The Shiller P/E Enters Rarefied Air
January 6, 2015
by Keith Goddard, CFA
Creating Strategic Value With Joseph Calandro Jr.
ValueWalk's Raul Panganiban interviews Joseph Calandro Jr., Managing Director of a global consulting firm and fellow of the Gabelli Center for Global Security Analysis at Fordham University. Q2 2020 hedge fund letters, conferences and more Interview with Joseph Calandro Jr. ValueWalk's . . . SORRY! This content is exclusively for paying members. SIGN UP HERE Read More
Advisor Perspectives welcomes guest contributions. The views presented here do not necessarily represent those of Advisor Perspectives or of Capital Advisors, Inc.
The domestic stock market cannot deliver a sustainable double-digit return without entering a speculative bubble, based on historical data reflecting correlations between the level of the Shiller P/E and subsequent outcomes in the stock market over the past 134 years. Conditions are ripe for a speculative bubble in the domestic stock market in 2015, and investors should reduce risk in their portfolios in stages during the coming year.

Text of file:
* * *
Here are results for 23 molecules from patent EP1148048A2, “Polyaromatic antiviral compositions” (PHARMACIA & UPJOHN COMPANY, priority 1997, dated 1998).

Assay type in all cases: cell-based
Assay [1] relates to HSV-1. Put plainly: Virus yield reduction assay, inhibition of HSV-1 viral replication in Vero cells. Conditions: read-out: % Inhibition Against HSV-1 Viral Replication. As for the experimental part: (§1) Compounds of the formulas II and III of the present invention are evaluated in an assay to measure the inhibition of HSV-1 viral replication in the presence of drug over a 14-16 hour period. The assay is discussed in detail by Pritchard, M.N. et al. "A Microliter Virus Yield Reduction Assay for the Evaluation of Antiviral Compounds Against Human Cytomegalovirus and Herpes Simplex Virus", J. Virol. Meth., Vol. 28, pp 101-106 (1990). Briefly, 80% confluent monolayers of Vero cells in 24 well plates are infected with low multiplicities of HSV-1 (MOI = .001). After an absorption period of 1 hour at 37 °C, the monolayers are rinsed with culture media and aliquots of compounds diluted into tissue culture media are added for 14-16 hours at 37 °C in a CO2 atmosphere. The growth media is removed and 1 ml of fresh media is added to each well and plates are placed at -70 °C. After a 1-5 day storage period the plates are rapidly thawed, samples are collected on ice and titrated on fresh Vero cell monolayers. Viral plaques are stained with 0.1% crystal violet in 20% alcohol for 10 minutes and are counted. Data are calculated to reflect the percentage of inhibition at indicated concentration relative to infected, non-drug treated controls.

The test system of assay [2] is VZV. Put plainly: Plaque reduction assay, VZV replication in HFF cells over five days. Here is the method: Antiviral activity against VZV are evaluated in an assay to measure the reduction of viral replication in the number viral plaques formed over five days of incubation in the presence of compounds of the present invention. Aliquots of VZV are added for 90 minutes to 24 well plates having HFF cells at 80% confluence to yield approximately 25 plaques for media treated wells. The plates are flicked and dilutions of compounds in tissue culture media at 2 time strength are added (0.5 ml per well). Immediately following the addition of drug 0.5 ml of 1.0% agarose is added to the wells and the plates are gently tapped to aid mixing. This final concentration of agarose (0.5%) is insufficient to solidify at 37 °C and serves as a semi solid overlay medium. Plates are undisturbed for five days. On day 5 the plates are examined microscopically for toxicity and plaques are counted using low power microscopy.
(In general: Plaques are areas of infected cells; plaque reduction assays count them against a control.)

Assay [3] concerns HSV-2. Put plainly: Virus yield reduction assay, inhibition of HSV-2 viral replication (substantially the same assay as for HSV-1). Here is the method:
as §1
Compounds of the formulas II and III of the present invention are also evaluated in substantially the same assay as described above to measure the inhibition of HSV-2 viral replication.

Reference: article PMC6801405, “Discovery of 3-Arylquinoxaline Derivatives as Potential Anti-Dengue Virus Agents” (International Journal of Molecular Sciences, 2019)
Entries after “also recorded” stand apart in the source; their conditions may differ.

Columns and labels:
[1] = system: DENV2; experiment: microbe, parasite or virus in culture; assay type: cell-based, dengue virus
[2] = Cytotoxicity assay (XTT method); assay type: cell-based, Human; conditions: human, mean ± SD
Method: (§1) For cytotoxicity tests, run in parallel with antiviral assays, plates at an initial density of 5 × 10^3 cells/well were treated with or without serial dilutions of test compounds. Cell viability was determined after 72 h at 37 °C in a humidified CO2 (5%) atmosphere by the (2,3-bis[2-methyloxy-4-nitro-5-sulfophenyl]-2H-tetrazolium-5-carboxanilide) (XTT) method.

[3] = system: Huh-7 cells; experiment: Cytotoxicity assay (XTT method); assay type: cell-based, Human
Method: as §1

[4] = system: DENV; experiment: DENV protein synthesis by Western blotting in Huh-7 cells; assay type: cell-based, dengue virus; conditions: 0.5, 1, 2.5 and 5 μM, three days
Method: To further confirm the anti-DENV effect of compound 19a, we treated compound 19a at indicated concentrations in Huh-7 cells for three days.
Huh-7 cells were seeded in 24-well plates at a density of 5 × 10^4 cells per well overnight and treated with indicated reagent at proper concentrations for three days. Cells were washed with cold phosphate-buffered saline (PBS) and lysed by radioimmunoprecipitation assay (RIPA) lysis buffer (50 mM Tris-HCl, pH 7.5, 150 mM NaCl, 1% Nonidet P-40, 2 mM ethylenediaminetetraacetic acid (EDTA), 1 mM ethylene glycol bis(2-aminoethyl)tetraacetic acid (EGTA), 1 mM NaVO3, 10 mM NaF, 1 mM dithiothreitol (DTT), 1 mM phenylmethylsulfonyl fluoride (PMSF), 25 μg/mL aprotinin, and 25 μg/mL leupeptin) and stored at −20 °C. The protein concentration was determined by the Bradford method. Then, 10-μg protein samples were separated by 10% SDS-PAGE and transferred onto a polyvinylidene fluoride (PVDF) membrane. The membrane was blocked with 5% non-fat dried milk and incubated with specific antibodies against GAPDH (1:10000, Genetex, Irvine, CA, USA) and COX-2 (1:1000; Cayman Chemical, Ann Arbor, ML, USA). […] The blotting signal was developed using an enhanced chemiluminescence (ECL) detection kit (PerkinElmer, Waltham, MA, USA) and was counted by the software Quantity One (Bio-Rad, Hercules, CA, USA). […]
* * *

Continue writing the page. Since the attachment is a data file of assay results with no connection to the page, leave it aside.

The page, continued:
Investors should expect below-average returns from the domestic stock market over the next five to 10 years. Indeed, to expect anything more than mid-single digits requires an assumption that stocks will enter a speculative bubble. The reason is valuation. From today’s valuation level the only way to sustain significant upside is to assume a future valuation multiple that would put the stock market into bubble territory.
The S&P 500 Index was recently trading at a cyclically adjusted price-to-earnings ratio, or “CAPE,”1 of 27.3, meaning the stock market is priced at more than 27 times the 10-year average earnings of the underlying companies in the index. This is highly unusual. Out of 1,608 monthly observations between January 1881 and December 2014, the CAPE for the U.S. stock market has measured 27 or higher just 88 times. That is a frequency of only 5.5% throughout this 134-year period.
- The source for all references to the CAPE, including the graphic above, is Robert J. Shiller: http://www.econ.yale.edu/~shiller/data.htm
Remember, if you have a question or comment, send it to email@example.com.
© 2015, Advisor Perspectives, Inc. All rights reserved.